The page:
Coffin Bay National Park is home to a diverse coastal wilderness of windswept dunes, pristine beaches and tranquil bays.
While it’s a regular favourite for four-wheel drive adventurers, there’s plenty to see for two-wheel drive travellers too – on land and on water.
It’s here you can enjoy activities including kayaking, wind surfing, snorkelling, swimming, fishing as well as bushwalking, bird-watching and camping.
With so much to see and do, we’ve asked ranger Sam Everingham to share some of his best tips and secrets. Here’s what he had to say:
How many days should visitors spend in the park?
If time is limited and you only have a 2WD vehicle, the park is a great day-trip from Port Lincoln or the nearby township of Coffin Bay.
But if you have a 4WD and a bit more time, I would recommend staying a few days – that way you can go camping on the Coffin Bay Peninsula, where there are even more great sites to explore.
Do I need a four-wheel drive?
You can visit Coffin Bay National Park in a conventional 2WD, as some of the best beaches in the park are accessed via bitumen roads including the iconic Almonta Beach just beyond the Golden Island Lookout.
A 4WD is required beyond Yangie Bay though, as the 4WD Coffin Track provides some challenging soft sand and slow rocky sections.
What is your favourite campground?
The Pool Campground is my favourite. It’s located beside a sheltered bay called Smooth Pools, a beautiful section of the coast toward the northern end of the Coffin Bay Peninsula.
Smooth Pools, with its sandy beach, is perfect for swimming or trying your luck at fishing.
You’ll need a 4WD to get to The Pool Campground, so if you only have a 2WD, Yangie Bay Campground is your best bet as it’s accessible to all vehicles.
Top tip: Mobile phone coverage in the park is very limited. Make sure you book your vehicle entry and camping fees online before travel.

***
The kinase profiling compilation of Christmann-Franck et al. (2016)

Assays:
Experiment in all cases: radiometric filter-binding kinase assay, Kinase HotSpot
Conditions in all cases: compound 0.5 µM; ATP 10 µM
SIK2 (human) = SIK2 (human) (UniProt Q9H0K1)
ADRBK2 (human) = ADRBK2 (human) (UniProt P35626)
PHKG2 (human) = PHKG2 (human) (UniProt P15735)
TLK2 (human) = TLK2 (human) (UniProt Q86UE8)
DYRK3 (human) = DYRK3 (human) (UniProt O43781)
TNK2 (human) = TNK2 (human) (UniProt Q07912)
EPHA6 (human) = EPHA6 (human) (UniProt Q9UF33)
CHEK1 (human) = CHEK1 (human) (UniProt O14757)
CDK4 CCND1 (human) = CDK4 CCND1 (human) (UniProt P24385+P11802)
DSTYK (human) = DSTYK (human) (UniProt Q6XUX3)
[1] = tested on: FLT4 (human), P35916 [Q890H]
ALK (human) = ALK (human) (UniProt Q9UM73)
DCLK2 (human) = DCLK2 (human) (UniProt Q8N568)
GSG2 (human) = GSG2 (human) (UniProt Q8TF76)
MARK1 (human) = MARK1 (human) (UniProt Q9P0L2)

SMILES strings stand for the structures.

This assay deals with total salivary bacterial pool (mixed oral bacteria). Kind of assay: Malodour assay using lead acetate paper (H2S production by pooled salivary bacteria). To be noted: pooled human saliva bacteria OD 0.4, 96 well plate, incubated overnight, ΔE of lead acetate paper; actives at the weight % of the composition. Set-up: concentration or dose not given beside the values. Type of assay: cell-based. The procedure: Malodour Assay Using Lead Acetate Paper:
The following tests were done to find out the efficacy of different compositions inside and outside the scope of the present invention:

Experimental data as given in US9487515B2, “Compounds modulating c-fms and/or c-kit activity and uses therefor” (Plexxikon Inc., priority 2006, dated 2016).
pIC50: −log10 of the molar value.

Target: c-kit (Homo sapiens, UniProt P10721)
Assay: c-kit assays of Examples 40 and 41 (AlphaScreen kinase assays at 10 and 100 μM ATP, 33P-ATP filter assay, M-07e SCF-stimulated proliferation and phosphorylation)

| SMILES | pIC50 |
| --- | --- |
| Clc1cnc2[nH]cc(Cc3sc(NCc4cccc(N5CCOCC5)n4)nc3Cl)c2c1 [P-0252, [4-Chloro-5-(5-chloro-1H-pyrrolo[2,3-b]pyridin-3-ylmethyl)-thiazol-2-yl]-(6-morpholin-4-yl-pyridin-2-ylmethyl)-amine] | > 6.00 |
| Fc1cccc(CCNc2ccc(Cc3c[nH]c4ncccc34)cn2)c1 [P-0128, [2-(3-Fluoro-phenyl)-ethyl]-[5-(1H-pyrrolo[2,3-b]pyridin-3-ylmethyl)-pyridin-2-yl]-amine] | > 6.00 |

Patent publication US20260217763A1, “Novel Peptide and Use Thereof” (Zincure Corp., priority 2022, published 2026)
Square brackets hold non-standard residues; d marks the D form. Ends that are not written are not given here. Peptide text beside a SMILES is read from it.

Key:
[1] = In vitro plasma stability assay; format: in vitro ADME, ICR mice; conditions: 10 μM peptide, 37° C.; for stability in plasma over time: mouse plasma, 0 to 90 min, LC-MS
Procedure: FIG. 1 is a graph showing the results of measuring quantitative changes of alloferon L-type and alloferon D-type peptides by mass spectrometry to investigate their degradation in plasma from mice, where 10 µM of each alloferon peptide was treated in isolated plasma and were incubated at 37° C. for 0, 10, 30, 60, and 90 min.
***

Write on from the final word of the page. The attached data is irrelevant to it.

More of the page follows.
What’s your favourite walking trail in the park?
The Yangie Lookout Walk (20 minutes, 1km) is my favourite. Although it is one of our shorter walks, it travels through different vegetation types and has a fantastic view at the top of the lookout where you can see all the way to the mouth of Yangie Bay itself.
When is the best time to visit the park?
There’s something for everyone at any time of year, but I really enjoy the beach and getting into the water so summer is my favourite.
I generally recommend visiting the park early in the day when the winds are gentle.
I often go to Long Beach in the afternoon – it’s a nice relaxing spot to take the family and watch the sun setting over the national park.
What’s the park’s best kept secret?
Sensation Beach, with its white sands and aqua waters, is well worth the long trip. It’s the perfect spot to spend the day.
This beach is very remote and driving on – and especially off – the beach is difficult, so be careful. If you’re not confident in your beach driving skills, park just before the sand dune and take the short walk over the dune to get to the beach.
Fun fact: Despite its beauty, the beach is actually named after a tuna fishing boat named ‘Sensation’ that ran ashore in 1969.
Park of the Month
Throughout December, Coffin Bay National Park is being celebrated as National Parks and Wildlife Service South Australia’s Park of the Month. There’s lots of events and activities to get involved in – check the website for all the details.
Main image: Coffin Bay Ranger Sam Everingham